Patients visit HCM City Hospital for Tropical Diseases for disease treatment.(Photo: VNA)

HCM City (VNS/VNA) - Twenty percent of HCM City’s population with no health insurance have been hit with a 30 percent increase in fees.

The fee increase took effect on October 1 at the group of public hospitals and health centres that were last on the list of places to see higher fees, as approved by the municipal People’s Council.

The first fee increase came into force on August 1 and was applied at 12 public hospitals with financial autonomy.

The fees for health examinations, for instance, rose to 29,000-39,000 VND (1.3-1.7 USD) from 7,000-20,000 VND. Fees for beds increased from 57,000 VND to 157,000 VND per bed for one day.

The city’s Department of Health said the increase would help public hospitals ensure their regular expenditures.

On October 1, the city stopped funding public hospitals except for Nhan Ai Hospital’s two facilities which provide treatment for people in the final stage of AIDS, and for Ben San Hospital for patients with leprosy.

Thach Thi Lien, aged 42, from the Mekong Delta province of Tra Vinh who works in the city as a housemaid, said that she visited Trung Vuong Hospital in District 10 to treat sinusitis.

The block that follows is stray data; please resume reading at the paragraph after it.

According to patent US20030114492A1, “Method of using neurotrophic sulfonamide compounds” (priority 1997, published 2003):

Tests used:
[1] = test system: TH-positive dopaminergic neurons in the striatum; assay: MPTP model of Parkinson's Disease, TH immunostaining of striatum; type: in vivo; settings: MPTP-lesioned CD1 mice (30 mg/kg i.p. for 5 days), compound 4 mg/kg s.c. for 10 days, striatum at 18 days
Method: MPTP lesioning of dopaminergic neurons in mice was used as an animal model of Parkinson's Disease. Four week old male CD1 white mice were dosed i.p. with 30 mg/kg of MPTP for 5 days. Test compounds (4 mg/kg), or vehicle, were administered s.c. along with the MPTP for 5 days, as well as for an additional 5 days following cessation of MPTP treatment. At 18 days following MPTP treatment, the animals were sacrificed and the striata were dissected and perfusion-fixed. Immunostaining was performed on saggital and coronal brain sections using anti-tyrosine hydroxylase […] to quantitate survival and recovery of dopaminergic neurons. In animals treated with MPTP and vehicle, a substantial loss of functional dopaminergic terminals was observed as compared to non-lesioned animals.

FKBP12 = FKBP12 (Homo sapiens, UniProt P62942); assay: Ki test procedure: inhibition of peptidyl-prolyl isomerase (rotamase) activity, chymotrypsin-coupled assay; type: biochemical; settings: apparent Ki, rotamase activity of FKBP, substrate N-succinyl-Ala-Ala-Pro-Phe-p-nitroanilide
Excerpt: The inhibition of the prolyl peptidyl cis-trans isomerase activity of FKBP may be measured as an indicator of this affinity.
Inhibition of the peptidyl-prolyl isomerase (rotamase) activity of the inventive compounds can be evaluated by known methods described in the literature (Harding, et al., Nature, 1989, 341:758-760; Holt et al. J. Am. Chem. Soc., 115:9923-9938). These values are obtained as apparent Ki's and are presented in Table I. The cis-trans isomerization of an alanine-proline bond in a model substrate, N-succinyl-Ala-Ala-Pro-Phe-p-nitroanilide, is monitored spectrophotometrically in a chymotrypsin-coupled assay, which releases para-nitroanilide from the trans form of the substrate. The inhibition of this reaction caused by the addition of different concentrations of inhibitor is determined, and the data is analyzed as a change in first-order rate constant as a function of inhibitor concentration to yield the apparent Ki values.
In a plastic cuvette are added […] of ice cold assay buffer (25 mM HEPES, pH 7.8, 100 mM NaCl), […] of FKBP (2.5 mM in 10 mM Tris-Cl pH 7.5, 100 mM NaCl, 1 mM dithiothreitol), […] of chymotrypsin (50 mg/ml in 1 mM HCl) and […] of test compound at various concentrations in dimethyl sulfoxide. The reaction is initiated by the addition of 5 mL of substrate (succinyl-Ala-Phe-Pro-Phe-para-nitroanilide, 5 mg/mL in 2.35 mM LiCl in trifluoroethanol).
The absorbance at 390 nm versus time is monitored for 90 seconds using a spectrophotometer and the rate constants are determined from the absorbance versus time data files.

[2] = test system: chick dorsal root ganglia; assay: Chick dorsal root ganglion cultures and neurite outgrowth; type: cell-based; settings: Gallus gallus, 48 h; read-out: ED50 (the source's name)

She does not have health insurance, so she had to pay more than 1.9 million VND due to the increased fees.

She said that she was unaware of the fee increase. “If I had known the fees increased, I would have bought health insurance,” she added.

At District 9 Hospital, Dang Thanh Dao said that she was worried about her mother’s treatment because her mother did not have health insurance.

The mother was at the hospital’s emergency aid department, but was not expected to need treatment for a long period.

At the city’s Oncology Hospital, nearly 52 percent of patients who visit the hospital for health examinations and treatment have health insurance.

A report from the city-based Vietnam Social Security showed that 80 percent of HCM City’s population are covered by health insurance.

A 23-year-old man with HIV from the city’s Cu Chi district said that he could not afford to buy health insurance.

“My family includes my mother and me. My mother trades in waste plastic, metal and paper for recycling, so her income is for daily needs only. I don’t have a job because I’m unhealthy due to HIV,” the man said.

Nguyen Thi Tu Anh of Hau Giang province, a vendor on Thoai Ngoc Hau street in Tan Phu district, said that she did not think health insurance was necessary. She seldom visits hospitals for treatment.

“Whenever I feel sick, such as coughing and sneezing, I go to drugstores to buy medicine,” she said.

Luu Thi Thanh Huyen, deputy head of the city-based Vietnam Social Security, said that hospital fees were expected to continue to increase, so even those with high incomes would incur higher costs.

Hospitals use the fee increases to pay salaries for health care staff, training and scientific research as the state budget does not allocate funds for these purposes.

People from other provinces and cities who move to live in the city apply for temporary residence status so they can buy health insurance, which can be used at hospitals.

The city aims to have more than 90 percent of its population covered by health insurance by 2020.-VNA